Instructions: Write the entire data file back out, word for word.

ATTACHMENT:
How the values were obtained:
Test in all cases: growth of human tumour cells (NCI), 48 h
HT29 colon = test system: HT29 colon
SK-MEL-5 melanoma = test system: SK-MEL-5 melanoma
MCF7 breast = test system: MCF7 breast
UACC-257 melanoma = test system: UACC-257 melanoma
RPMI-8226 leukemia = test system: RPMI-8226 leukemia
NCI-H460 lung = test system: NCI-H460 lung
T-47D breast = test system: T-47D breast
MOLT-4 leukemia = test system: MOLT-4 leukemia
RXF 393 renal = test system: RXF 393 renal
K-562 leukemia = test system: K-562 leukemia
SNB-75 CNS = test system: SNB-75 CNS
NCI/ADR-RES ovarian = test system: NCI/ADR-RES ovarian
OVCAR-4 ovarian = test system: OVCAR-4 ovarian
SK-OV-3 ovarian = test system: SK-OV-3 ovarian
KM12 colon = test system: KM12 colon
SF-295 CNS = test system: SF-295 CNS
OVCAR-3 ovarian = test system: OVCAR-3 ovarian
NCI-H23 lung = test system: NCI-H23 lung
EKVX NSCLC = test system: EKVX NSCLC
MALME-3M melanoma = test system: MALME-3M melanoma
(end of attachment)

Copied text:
How the values were obtained:
Test in all cases: growth of human tumour cells (NCI), 48 h
HT29 colon = test system: HT29 colon
SK-MEL-5 melanoma = test system: SK-MEL-5 melanoma
MCF7 breast = test system: MCF7 breast
UACC-257 melanoma = test system: UACC-257 melanoma
RPMI-8226 leukemia = test system: RPMI-8226 leukemia
NCI-H460 lung = test system: NCI-H460 lung
T-47D breast = test system: T-47D breast
MOLT-4 leukemia = test system: MOLT-4 leukemia
RXF 393 renal = test system: RXF 393 renal
K-562 leukemia = test system: K-562 leukemia
SNB-75 CNS = test system: SNB-75 CNS
NCI/ADR-RES ovarian = test system: NCI/ADR-RES ovarian
OVCAR-4 ovarian = test system: OVCAR-4 ovarian
SK-OV-3 ovarian = test system: SK-OV-3 ovarian
KM12 colon = test system: KM12 colon
SF-295 CNS = test system: SF-295 CNS
OVCAR-3 ovarian = test system: OVCAR-3 ovarian
NCI-H23 lung = test system: NCI-H23 lung
EKVX NSCLC = test system: EKVX NSCLC
MALME-3M melanoma = test system: MALME-3M melanoma